Jacoby Ellsbury

Jacoby Ellsbury for the MVP?


To be clear: I do not buy into the premise that a guy who “carried his team to the playoffs” deserves the MVP. Mostly because I don’t believe that one player can truly do that.  Baseball is not basketball. It takes an entire team to win anything, and even if some guy gets hot at the right time, there were wins earlier in the season that helped the team into the playoffs that were attributable to others’ contributions.  The baseball season is just too long and too many things happen to say one guy dragged his teammates to glory.

But if you are someone who buys into that — and given how much support Justin Verlander has received of late for that very reason, there are many — don’t you have to think hard about switching your vote to Jacoby Ellsbury?

The Sox have been truly awful in September, but Ellsbury has been a bright spot. He’s hitting .322/.377/.551 with seven homers and 19 RBI on the month. Add in last night’s heroics for the narrative-lovers and you have a much more solid case — if the Sox hold on and make the playoffs — that Ellsbury dragged his teammates over the hump than you do for Verlander who, while awesome, is pitching for a team who clinched last week and has a huge lead.

Not to say that Ellsbury isn’t a fine choice even if you don’t subscribe to the “he carried them in” school of thought — he is — but if that’s the basis for your vote for Verlander, how do you not switch to Ellsbury right now?

Mike Scioscia will return as Angels manager in 2016

ANAHEIM, CA - JULY 21:  Manager Mike Scioscia #14 of the Los Angeles Angels of Anaheim in the dugout during batting practice before a game against the Minnesota Twins at Angel Stadium of Anaheim on July 21, 2015 in Anaheim, California.  (Photo by Jonathan Moore/Getty Images)
Photo by Jonathan Moore/Getty Images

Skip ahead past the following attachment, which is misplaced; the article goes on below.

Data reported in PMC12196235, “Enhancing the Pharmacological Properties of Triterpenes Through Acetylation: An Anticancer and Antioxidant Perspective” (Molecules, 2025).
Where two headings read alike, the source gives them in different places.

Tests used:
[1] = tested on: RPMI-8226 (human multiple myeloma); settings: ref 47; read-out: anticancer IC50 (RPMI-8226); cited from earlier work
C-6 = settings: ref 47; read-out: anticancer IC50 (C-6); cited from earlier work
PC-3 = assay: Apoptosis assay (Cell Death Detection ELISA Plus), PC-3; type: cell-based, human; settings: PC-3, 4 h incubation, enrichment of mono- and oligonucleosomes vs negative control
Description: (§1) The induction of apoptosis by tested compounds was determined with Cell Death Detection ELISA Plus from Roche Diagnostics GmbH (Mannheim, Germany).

It was assumed already, but Mike Scioscia made it official during Monday’s press conference for new general manager Billy Eppler that he will return as Angels manager in 2016.

Scioscia, the longest-tenured manager in the majors, has been at the helm with the Angels since 2000. There was a clause in his contract which allowed him to opt out after the 2015 season, but he has decided to stay put. He still has three years and $15 million on his contract, which runs through 2018.

Jerry Dipoto resigned as Angels general manager in July amid tension with Scioscia, so there were naturally questions today about what to expect with first-time GM Eppler in the fold. According to David Adler of MLB.com, Scioscia isn’t concerned.

“I think we’re going to mesh very well,” Scioscia said. “If we adjust, or maybe he adjusts to some of the things, there’s going to be collaboration that’s going to make us better.”

Eppler is the fourth general manager during Scioscia’s tenure with the team.

After winning the AL West last season, the Angels finished 85-77 this season and narrowly missed the playoffs. The team hasn’t won a postseason game since 2009.

Carlos Gomez says he’ll be in lineup for Wild Card game vs. Yankees

Houston Astros' Carlos Gomez hoops after scoring a run against the Texas Rangers in the eighth inning of a baseball game Sunday, Sept. 27, 2015, in Houston. Gomez scored from third base on a Bobby Wilson passed ball. The Astros won 4-2. (AP Photo/Pat Sullivan)
AP Photo/Pat Sullivan

Astros center fielder Carlos Gomez sat out the final series of the regular season in order to rest a strained left intercostal muscle, but there was good news coming out of a workout today in advance of Tuesday’s Wild Card game vs. the Yankees.

This has been a lingering issue for Gomez, who missed 13 straight games with the injury last month. He aggravated the strain on a throw to home plate last Wednesday and was forced to sit while the Astros fought to keep their season alive. Astros manager A.J. Hinch told reporters last week that Gomez’s injury would typically take 45-50 days to recover from, so it’s fair to wonder how productive he can be during the postseason.

Gomez mostly struggled after coming over from the Brewers at the trade deadline, batting .242 with four home runs and a .670 OPS over 41 games.